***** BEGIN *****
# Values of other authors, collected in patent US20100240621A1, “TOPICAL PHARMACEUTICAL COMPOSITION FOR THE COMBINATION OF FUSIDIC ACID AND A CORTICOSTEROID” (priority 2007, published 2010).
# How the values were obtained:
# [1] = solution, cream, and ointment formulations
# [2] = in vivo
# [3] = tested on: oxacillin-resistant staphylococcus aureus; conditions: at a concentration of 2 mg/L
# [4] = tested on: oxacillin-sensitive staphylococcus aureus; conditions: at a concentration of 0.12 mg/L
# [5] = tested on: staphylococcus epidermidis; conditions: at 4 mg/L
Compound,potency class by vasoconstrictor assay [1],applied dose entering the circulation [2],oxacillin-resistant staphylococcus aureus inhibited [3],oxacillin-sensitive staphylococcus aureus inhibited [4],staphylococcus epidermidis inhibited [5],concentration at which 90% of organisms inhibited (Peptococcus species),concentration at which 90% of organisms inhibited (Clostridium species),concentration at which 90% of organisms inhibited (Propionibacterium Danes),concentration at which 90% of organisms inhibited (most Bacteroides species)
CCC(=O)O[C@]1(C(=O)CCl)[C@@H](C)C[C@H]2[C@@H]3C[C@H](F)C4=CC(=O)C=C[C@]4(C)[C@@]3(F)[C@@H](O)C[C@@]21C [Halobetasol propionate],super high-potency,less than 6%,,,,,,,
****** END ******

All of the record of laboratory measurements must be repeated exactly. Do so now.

# Values of other authors, collected in patent US20100240621A1, “TOPICAL PHARMACEUTICAL COMPOSITION FOR THE COMBINATION OF FUSIDIC ACID AND A CORTICOSTEROID” (priority 2007, published 2010).
# How the values were obtained:
# [1] = solution, cream, and ointment formulations
# [2] = in vivo
# [3] = tested on: oxacillin-resistant staphylococcus aureus; conditions: at a concentration of 2 mg/L
# [4] = tested on: oxacillin-sensitive staphylococcus aureus; conditions: at a concentration of 0.12 mg/L
# [5] = tested on: staphylococcus epidermidis; conditions: at 4 mg/L
Compound,potency class by vasoconstrictor assay [1],applied dose entering the circulation [2],oxacillin-resistant staphylococcus aureus inhibited [3],oxacillin-sensitive staphylococcus aureus inhibited [4],staphylococcus epidermidis inhibited [5],concentration at which 90% of organisms inhibited (Peptococcus species),concentration at which 90% of organisms inhibited (Clostridium species),concentration at which 90% of organisms inhibited (Propionibacterium Danes),concentration at which 90% of organisms inhibited (most Bacteroides species)
CCC(=O)O[C@]1(C(=O)CCl)[C@@H](C)C[C@H]2[C@@H]3C[C@H](F)C4=CC(=O)C=C[C@]4(C)[C@@]3(F)[C@@H](O)C[C@@]21C [Halobetasol propionate],super high-potency,less than 6%,,,,,,,